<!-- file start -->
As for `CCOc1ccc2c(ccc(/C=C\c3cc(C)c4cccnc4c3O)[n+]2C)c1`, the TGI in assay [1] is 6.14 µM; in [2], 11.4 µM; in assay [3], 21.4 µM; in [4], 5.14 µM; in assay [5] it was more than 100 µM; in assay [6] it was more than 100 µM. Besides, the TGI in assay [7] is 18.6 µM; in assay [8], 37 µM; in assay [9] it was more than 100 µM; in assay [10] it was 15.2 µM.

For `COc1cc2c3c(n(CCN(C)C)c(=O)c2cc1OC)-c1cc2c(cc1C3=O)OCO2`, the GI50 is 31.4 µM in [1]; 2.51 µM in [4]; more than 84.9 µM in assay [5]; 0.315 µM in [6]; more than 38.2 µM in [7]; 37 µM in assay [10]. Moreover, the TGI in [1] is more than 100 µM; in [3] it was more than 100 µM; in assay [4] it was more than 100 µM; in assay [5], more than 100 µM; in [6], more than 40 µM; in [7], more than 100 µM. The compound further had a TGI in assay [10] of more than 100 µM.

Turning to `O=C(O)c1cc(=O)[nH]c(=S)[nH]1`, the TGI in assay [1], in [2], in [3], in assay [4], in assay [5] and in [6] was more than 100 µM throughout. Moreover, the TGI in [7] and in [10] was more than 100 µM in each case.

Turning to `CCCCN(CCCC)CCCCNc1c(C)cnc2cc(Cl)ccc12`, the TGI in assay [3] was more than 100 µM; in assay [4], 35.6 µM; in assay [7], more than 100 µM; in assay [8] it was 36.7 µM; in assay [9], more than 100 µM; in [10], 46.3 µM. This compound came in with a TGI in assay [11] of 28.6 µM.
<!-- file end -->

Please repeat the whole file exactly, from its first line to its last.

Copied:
As for `CCOc1ccc2c(ccc(/C=C\c3cc(C)c4cccnc4c3O)[n+]2C)c1`, the TGI in assay [1] is 6.14 µM; in [2], 11.4 µM; in assay [3], 21.4 µM; in [4], 5.14 µM; in assay [5] it was more than 100 µM; in assay [6] it was more than 100 µM. Besides, the TGI in assay [7] is 18.6 µM; in assay [8], 37 µM; in assay [9] it was more than 100 µM; in assay [10] it was 15.2 µM.

For `COc1cc2c3c(n(CCN(C)C)c(=O)c2cc1OC)-c1cc2c(cc1C3=O)OCO2`, the GI50 is 31.4 µM in [1]; 2.51 µM in [4]; more than 84.9 µM in assay [5]; 0.315 µM in [6]; more than 38.2 µM in [7]; 37 µM in assay [10]. Moreover, the TGI in [1] is more than 100 µM; in [3] it was more than 100 µM; in assay [4] it was more than 100 µM; in assay [5], more than 100 µM; in [6], more than 40 µM; in [7], more than 100 µM. The compound further had a TGI in assay [10] of more than 100 µM.

Turning to `O=C(O)c1cc(=O)[nH]c(=S)[nH]1`, the TGI in assay [1], in [2], in [3], in assay [4], in assay [5] and in [6] was more than 100 µM throughout. Moreover, the TGI in [7] and in [10] was more than 100 µM in each case.

Turning to `CCCCN(CCCC)CCCCNc1c(C)cnc2cc(Cl)ccc12`, the TGI in assay [3] was more than 100 µM; in assay [4], 35.6 µM; in assay [7], more than 100 µM; in assay [8] it was 36.7 µM; in assay [9], more than 100 µM; in [10], 46.3 µM. This compound came in with a TGI in assay [11] of 28.6 µM.